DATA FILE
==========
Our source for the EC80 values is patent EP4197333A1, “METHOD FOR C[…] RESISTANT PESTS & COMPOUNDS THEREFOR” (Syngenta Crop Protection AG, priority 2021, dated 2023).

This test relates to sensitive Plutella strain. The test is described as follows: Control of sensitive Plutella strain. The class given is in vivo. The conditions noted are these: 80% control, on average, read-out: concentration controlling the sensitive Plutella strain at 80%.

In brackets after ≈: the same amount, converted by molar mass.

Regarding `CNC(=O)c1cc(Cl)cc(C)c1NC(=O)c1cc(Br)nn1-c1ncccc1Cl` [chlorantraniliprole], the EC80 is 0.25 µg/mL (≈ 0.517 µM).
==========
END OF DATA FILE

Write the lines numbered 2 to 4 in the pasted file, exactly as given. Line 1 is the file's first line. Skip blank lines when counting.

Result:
This test relates to sensitive Plutella strain. The test is described as follows: Control of sensitive Plutella strain. The class given is in vivo. The conditions noted are these: 80% control, on average, read-out: concentration controlling the sensitive Plutella strain at 80%.

In brackets after ≈: the same amount, converted by molar mass.

Regarding `CNC(=O)c1cc(Cl)cc(C)c1NC(=O)c1cc(Br)nn1-c1ncccc1Cl` [chlorantraniliprole], the EC80 is 0.25 µg/mL (≈ 0.517 µM).